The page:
Aj Construction in Traverse City, MI with Reviews - YP.com
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03/09/2017
By: Edward G.
Dynamic Solutions Group
Terrible job. Left the deck of the roof overhanging the back of the house by 1 1/2 inches. Bees and other bugs crawl in. Would not come out and fix
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03/08/2017
By: Holly S.
Ferraro Builders Inc
Fantastic management and service! These folks are my go-to crew for my construction needs. They have a great reputation for quality work!
02/08/2017
By: Dan M.
Grand Traverse Construction
I would not recommend doing business with this company. The owner John is an unethical person and a complete prick. Stay away!!!
05/04/2016
By: Brennan G.
River North Construction Group
Not even a 1 star rating. We sued them and won big. Liars, Fraudulent, cheating and poor workmanship
Tips & Advices
If there is ever a dispute regarding payment over the course of the project, a contractor or subcontractor could place a payment claim, or lien, on your property. To avoid this, ask the contractor to sign a lien release, which is a legal agreement that states that any payment accepted is final. This can come in handy if a contractor has his or her own payment issues with their subcontractors. Signing a lien release form certifies that any payment made by a client to the contractor is enough to pay for any goods or services rendered.
Absolutely ask. Paying too much up front offers the homeowner minimal leverage if the quality of work does not meet expectations or contractual specifications. Try to establish a reasonable pay schedule, such as paying 10 percent of the total cost for each 10 percent of the work that is completed. Include this payment plan in the contract, as well.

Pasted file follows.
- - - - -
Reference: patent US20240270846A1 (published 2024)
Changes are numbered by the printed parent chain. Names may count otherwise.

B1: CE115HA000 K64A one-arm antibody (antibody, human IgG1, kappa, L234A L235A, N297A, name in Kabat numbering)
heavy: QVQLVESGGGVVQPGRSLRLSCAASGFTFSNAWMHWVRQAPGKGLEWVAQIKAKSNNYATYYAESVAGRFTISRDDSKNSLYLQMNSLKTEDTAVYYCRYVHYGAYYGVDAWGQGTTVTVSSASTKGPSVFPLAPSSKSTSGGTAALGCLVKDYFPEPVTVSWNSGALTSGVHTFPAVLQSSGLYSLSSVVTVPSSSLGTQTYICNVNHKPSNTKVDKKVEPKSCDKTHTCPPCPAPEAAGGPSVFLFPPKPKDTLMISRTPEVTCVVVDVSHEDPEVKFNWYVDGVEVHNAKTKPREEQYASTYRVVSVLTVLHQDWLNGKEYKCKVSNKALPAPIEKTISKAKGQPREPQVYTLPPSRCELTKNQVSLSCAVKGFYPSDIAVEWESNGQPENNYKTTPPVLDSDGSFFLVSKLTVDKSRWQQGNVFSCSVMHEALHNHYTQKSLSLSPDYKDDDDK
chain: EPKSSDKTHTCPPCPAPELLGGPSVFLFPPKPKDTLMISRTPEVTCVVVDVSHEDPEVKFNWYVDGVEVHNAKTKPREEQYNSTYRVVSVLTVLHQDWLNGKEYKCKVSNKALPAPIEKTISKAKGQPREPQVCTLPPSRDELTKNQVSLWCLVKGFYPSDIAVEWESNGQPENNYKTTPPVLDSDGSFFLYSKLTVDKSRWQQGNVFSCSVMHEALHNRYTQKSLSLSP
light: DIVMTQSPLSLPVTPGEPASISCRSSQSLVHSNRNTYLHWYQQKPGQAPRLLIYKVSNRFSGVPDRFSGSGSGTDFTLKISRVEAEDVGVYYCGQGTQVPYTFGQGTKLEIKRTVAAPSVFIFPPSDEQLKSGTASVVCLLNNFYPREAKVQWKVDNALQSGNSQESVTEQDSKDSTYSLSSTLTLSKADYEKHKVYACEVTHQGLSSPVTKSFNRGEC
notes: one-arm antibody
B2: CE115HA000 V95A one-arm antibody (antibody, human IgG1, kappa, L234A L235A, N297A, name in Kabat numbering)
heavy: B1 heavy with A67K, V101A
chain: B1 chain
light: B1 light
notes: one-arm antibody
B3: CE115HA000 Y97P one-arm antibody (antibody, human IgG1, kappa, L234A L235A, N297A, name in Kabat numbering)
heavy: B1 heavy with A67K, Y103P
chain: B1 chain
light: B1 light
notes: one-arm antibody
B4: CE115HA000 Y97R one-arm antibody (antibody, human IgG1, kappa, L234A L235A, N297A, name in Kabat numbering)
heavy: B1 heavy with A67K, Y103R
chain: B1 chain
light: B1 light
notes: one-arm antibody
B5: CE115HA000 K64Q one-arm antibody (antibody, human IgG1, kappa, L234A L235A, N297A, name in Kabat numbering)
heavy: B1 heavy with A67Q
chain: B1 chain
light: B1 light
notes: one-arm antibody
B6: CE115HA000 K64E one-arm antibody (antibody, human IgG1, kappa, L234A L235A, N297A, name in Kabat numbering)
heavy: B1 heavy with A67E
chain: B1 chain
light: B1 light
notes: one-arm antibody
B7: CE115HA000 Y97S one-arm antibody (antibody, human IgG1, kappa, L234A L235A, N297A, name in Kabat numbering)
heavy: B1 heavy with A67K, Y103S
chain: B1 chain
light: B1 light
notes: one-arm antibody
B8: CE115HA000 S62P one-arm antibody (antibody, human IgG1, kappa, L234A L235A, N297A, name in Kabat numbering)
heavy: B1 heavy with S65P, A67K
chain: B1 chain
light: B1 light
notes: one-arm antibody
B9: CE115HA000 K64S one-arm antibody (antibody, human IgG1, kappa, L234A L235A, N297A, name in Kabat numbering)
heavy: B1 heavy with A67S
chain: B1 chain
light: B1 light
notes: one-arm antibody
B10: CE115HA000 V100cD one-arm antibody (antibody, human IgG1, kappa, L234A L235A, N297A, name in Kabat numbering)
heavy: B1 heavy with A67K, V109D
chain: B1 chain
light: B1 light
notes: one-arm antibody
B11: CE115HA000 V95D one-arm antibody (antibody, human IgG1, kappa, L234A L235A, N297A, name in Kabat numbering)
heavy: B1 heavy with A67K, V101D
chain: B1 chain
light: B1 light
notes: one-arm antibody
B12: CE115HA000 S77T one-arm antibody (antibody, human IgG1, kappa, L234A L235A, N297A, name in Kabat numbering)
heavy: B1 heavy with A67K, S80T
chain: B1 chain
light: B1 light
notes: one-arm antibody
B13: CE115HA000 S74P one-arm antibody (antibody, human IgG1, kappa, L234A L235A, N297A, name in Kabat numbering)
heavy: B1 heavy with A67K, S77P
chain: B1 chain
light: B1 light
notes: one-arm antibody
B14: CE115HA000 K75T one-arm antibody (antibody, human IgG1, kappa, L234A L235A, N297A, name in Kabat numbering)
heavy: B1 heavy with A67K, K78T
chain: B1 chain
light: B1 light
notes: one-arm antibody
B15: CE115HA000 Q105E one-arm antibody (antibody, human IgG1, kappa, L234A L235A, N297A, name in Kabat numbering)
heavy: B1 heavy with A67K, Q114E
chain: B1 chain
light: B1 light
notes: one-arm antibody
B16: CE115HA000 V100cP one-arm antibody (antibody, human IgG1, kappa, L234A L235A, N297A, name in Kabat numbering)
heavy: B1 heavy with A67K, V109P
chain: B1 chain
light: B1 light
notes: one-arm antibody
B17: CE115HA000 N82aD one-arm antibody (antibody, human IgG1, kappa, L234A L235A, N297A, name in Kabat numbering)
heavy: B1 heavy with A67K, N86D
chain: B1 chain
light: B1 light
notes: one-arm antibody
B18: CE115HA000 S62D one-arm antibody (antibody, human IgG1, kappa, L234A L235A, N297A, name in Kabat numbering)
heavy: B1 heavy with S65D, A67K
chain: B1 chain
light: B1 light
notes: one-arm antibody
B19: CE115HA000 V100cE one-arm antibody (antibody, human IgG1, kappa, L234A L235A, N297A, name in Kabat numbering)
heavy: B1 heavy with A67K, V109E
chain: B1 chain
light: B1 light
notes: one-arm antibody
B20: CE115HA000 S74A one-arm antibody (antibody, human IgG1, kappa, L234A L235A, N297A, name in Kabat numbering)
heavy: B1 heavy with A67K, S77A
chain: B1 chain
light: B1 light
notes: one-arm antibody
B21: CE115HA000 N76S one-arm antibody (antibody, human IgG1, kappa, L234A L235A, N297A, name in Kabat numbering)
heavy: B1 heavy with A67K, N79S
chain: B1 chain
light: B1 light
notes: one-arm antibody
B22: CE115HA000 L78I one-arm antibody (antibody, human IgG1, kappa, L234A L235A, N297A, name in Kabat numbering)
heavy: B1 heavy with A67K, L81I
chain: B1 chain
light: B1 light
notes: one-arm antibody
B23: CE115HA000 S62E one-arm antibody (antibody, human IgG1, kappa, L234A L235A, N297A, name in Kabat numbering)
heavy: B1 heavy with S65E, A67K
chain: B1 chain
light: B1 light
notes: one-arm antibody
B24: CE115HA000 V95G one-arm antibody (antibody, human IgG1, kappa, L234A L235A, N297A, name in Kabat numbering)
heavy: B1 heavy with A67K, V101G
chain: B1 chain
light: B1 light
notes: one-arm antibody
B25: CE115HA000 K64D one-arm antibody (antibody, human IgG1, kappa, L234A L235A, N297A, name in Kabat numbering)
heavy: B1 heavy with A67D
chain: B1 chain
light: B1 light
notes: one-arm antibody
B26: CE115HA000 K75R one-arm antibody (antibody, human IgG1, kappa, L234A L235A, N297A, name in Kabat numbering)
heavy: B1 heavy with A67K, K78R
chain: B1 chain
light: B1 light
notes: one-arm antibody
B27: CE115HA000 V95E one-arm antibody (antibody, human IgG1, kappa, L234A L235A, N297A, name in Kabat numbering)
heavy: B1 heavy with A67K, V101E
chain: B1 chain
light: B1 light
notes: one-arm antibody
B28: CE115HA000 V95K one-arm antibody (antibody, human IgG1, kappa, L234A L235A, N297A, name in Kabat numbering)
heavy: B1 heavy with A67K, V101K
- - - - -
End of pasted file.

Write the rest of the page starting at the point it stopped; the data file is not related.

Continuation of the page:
Before any money changes hands, there should be a contract to sign. Make sure the specifics of the work and all costs are listed in the contract, including details. If you forget to have something included in the contract after signing it, there's rarely a chance of recourse.
Ask the contractor for proof of their certification before signing anything, as well as their proof of insurance. You should also check your homeowners insurance policy to see if they offer coverage for contracted work. You may want to call your insurance provider and ask for more details on what your plan will and won't cover.
Yes. Plans for how the work site will be cleaned at the end of each day as well as at the conclusion of work need to be put in writing. An experienced general contractor should make every effort to keep the workspace clean and prevent dirtying or damaging any other area. Even so, talk with the contractor about the daily schedule, the logistics of transporting workers and equipment, and how cleanup will be handled.

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